MORGANTOWN, W.Va. -- Everything about the two rosters and the two games they've played this season suggests West Virginia has no counter to the problems Texas presents.
"I think it's their inside presence they've got in there that's a matchup problem for us," guard Eron Harris said. "They've got two humongous guys in there that are experienced. That's just hard to stop down there. It's hard to stop that size and skill together."
While there's no denying it - especially after Saturday's 88-71 loss that saw the 19th-ranked Longhorns score 23 of their 33 baskets in the paint and outrebound WVU by 15 - there's also no hiding from it either.
Bad draw or not, that's who and what the Mountaineers are and will be, at least until Devin Williams learns to play offense inside and Brandon Watkins adds muscle and Elijah Macon and Jonathan Holton are eligible to play next season.
"I don't know that we will ever have the five best players in the country on the same team," coach Bob Huggins said. "That being said, that shouldn't preclude us from having the five guys who play the best."
WVU (15-11, 7-6 Big 12) has played all season with an offense that has no low-post scoring presence and relies heavily on the 3-point shot, plus a defense that cannot protect the paint. It's done well enough to gain entry into conversations about an at-large bid to the NCAA Tournament.
The Mountaineers were undone Saturday by a parade of dunks and layups and a frontcourt rotation that starts 6-foot-9, 285-pound Cameron Ridley and 6-8 Jonathan Holmes and brings 6-10 Prince Ibeh and 6-8 Connor Lammert off the bench. They combined to make 14 of 20 shots, score 36 points, grab 24 rebounds and block four shots.
"We've got to do a better job helping each other, we've got to do a better job making rotations, we've got to do a better job doing what we're supposed to do all the time," Huggins said. "Not matching up perfectly decreases our margin for error, but it doesn't mean we still can't do it."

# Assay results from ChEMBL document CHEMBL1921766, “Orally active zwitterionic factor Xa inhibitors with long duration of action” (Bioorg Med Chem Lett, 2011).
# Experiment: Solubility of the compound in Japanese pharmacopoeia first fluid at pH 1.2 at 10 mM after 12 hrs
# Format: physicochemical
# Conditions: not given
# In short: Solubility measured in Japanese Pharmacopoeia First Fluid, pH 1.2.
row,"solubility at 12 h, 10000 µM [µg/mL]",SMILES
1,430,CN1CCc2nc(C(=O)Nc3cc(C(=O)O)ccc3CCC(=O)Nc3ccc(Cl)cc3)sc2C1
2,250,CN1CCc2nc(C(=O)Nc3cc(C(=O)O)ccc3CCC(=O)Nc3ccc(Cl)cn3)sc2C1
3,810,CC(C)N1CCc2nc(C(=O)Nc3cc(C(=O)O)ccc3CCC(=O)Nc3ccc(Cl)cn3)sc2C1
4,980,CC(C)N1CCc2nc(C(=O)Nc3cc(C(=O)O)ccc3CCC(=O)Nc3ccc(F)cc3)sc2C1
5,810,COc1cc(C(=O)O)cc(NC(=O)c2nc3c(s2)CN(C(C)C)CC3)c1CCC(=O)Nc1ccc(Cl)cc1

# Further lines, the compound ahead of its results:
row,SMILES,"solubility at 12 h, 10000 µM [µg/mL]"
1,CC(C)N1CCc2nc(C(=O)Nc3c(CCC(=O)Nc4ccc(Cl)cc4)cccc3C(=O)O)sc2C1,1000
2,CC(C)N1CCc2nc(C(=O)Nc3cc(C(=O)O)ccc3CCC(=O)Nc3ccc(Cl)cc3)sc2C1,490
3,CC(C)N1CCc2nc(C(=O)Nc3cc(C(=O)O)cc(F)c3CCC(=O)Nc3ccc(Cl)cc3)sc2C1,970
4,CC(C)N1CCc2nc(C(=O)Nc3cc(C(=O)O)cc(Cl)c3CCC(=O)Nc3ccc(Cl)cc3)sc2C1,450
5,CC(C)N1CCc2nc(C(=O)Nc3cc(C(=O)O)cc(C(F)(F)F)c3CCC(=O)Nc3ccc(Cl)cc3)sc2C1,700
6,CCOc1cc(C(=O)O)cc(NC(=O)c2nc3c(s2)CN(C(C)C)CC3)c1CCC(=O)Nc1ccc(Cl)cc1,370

WVU has hung with more talented teams all season, like Wisconsin, Gonzaga, Oklahoma State and Kansas, and it's beaten ones like Baylor, Oklahoma and Iowa State. Playing at a disadvantage isn't new and the Mountaineers know how to hit their marks and protect their weaknesses.
There's just something about the Longhorns (20-5, 9-3), though it must be said they are tough on many teams. They've won nine of 10, including one at home against seventh-ranked Kansas. Still, the team that entered the game No. 9 in the Big 12 in shooting percentage (43.6) has shot 50 percent or better in all four halves against the Mountaineers. The 57.9 percent Saturday was Texas' best of the season, better only than the 52.7 it shot at the Coliseum last month.
"It seems like they made every shot they put up," point guard Staten said, realizing they nearly did when they went 13-for-16 to end the first half.
Texas had a season-high 46 points in the paint and a season-high plus-32 scoring margin in the paint. WVU is now surrendering 30.7 points per game in the paint, which is 42.2 percent of the points it allows and the main reason nobody in the Big 12 gives up a higher shooting percentage (44.2).